Sharni Williams received approval last year from the International Olympic Committee to wear special rainbow-colored headgear during the Tokyo Games.
The out Australian rugby star has sported her Pride headgear ever since, including at this year’s Commonwealth Games, where she just won gold in the rugby sevens.
“The rainbow headgear is really important to me. It’s that visibility piece for myself and for my community,” said Williams, via the Sydney Morning Herald. “It’s finally being comfortable with myself, [which] is huge. Me being able to share my story helps others be able to figure out who they are and what stories they have.”
Williams’ visibility is especially important right now, given the recent controversy with an Australia pro rugby club and Pride jerseys. Seven players on the Manly Sea Eagles recently refused to wear uniforms with rainbow stripes and a rainbow collar to support LGBTQ inclusion in sports. As a result, they sat out the match.
The episode was similar to what occurred with the Tampa Bay Rays during their Pride Night, when multiple pitchers refused to wear rainbow insignias on their jerseys.
As a prominent out athlete, Williams, who was the co-captain of Australia’s rugby sevens gold medal team at the 2016 Summer Olympics, says she felt like it was her obligation to speak up about the Manly players.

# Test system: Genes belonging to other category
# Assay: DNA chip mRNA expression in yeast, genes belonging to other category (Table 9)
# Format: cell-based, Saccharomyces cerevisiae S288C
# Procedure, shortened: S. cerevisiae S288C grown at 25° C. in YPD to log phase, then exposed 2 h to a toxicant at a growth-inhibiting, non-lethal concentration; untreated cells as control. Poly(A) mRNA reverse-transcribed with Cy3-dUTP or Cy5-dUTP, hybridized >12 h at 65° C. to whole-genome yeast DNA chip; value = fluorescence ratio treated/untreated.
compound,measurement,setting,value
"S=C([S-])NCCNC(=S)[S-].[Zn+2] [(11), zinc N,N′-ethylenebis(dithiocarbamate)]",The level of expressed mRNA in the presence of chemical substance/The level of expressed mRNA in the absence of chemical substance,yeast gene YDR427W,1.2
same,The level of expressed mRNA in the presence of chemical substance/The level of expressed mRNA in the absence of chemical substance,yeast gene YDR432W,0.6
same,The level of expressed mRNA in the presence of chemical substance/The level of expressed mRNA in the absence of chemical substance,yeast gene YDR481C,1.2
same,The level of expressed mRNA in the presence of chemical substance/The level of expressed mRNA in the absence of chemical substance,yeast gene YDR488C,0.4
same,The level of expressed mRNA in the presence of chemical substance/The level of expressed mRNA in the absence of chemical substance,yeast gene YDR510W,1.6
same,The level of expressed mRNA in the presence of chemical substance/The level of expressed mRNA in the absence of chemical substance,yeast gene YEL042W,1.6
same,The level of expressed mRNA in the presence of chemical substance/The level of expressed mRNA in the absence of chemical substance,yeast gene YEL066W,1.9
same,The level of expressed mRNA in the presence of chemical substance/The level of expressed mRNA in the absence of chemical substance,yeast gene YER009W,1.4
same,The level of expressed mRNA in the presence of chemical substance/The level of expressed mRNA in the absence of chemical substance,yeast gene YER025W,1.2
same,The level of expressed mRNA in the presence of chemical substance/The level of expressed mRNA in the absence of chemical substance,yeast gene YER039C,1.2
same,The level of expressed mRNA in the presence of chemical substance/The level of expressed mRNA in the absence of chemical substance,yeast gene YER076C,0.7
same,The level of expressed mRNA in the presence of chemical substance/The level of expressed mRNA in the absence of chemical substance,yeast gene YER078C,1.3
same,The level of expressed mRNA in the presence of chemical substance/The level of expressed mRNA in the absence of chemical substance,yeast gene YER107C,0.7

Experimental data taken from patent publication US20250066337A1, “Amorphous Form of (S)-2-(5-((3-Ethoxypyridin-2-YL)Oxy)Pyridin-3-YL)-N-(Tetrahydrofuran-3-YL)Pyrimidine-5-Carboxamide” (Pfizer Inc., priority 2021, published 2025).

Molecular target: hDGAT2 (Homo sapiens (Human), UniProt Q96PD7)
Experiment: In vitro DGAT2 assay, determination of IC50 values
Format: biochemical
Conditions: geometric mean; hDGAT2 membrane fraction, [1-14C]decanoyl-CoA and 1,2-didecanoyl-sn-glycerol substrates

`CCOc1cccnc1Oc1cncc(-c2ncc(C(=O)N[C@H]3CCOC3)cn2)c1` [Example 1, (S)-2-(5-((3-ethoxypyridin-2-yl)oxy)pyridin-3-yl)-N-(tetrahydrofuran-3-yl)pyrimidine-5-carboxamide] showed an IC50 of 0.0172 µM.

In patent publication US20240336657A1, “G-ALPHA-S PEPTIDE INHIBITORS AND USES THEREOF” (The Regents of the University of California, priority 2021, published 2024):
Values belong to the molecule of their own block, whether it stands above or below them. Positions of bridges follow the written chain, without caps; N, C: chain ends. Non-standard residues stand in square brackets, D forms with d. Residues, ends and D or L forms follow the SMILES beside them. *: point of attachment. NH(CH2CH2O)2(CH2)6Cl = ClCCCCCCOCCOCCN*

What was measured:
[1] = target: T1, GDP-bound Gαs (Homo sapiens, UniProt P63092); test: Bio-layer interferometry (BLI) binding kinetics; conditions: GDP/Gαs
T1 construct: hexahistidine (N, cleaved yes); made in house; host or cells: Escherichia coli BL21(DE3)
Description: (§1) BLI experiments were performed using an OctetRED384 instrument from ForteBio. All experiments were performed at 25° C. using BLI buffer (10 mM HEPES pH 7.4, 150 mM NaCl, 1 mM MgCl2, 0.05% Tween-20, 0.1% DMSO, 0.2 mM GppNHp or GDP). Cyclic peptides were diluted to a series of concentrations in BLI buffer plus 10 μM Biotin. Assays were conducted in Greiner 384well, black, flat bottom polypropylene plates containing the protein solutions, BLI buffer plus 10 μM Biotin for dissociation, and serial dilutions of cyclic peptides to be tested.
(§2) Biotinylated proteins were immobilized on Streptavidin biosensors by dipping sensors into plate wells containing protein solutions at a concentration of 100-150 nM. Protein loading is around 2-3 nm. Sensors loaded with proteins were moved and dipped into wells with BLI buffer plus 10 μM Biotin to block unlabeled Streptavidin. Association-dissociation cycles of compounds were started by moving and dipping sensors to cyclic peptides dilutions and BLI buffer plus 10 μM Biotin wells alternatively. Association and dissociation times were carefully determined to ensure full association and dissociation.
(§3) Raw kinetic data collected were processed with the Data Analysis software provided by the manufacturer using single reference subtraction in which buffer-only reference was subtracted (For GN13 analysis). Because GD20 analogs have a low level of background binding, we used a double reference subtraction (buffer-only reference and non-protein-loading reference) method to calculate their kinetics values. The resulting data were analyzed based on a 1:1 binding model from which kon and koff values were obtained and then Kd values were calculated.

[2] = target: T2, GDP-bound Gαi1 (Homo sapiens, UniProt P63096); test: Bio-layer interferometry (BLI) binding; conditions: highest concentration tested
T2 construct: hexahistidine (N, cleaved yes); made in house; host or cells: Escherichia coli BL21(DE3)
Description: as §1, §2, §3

“It’s a bit of a punch in the face but I also expect it. We’ve been working at it for so long,” she said. “I respect those haters and I understand it but at the same time I respect my views and I stand there by the people to know there are other people out there for them.”
Williams is no stranger to pushing back against bigotry in her sport. Three years ago, rugby union star Israel Folau told gay people they “will go to hell” and said people who support gender-identity inclusion are “blinded” and must “repent.”
When Williams was asked about Folau landing a new contract with a European club, she verbally snubbed him.
“I don’t know who you are talking about,” she told reporters.
Thanks to strong remarks like that, LGBTQ sports fans know Williams, even if they reside outside of the Commonwealth.
As a whole, this year’s Commonwealth Games are a platform for inclusion. There are at least 40 out athletes competing.
Though Tom Daley is not competing, he carried the Queen’s baton into Birmingham’s Alexander Stadium as part of the Opening Ceremony, alongside six other out competitors and public figures from the Commonwealth.
These public demonstrations of Pride far outweigh the actions of a few ignorant players on one Australia rugby club.